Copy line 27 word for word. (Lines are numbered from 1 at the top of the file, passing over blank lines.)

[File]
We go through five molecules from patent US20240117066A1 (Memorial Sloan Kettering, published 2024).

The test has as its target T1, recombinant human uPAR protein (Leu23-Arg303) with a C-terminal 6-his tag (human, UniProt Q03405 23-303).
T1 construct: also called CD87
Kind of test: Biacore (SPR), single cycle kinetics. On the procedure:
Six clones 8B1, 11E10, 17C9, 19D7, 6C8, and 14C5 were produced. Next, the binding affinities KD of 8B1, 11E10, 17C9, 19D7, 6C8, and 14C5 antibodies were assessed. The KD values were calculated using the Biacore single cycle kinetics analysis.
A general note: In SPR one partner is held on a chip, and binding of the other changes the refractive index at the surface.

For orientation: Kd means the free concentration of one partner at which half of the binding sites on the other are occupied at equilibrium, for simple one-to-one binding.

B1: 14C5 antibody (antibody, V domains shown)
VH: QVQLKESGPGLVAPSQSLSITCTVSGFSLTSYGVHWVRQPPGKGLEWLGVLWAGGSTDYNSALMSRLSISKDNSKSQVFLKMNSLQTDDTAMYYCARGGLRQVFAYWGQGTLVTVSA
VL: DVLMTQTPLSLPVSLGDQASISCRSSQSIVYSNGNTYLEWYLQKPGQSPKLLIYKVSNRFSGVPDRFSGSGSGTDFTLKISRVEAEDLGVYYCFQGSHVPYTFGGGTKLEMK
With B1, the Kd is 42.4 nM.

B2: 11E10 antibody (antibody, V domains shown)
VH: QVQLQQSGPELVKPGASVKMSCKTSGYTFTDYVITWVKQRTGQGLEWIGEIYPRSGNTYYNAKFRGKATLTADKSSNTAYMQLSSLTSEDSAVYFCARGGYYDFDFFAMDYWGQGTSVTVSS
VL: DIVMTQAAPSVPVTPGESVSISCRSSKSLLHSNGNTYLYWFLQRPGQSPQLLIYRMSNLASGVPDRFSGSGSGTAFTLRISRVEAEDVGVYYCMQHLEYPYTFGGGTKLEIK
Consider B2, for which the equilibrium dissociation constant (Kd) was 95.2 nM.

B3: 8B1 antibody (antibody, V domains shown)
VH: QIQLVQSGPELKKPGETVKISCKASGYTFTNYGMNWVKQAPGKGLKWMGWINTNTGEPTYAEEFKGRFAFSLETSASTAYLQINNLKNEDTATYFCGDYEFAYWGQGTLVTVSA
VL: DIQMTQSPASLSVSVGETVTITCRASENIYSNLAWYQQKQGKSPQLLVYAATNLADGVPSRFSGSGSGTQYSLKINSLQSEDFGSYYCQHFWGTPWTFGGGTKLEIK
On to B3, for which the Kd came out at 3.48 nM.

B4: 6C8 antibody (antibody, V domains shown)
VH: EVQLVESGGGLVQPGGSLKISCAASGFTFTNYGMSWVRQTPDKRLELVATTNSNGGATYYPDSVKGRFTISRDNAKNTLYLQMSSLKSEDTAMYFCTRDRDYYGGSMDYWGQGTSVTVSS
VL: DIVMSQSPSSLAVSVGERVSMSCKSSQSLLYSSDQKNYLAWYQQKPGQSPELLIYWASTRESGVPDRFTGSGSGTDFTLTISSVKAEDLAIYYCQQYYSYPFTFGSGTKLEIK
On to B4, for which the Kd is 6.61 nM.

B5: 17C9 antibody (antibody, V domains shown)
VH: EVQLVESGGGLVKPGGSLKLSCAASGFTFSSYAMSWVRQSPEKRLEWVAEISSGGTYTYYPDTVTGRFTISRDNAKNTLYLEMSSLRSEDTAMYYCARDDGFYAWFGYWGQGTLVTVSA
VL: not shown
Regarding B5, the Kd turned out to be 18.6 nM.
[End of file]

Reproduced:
Regarding B5, the Kd turned out to be 18.6 nM.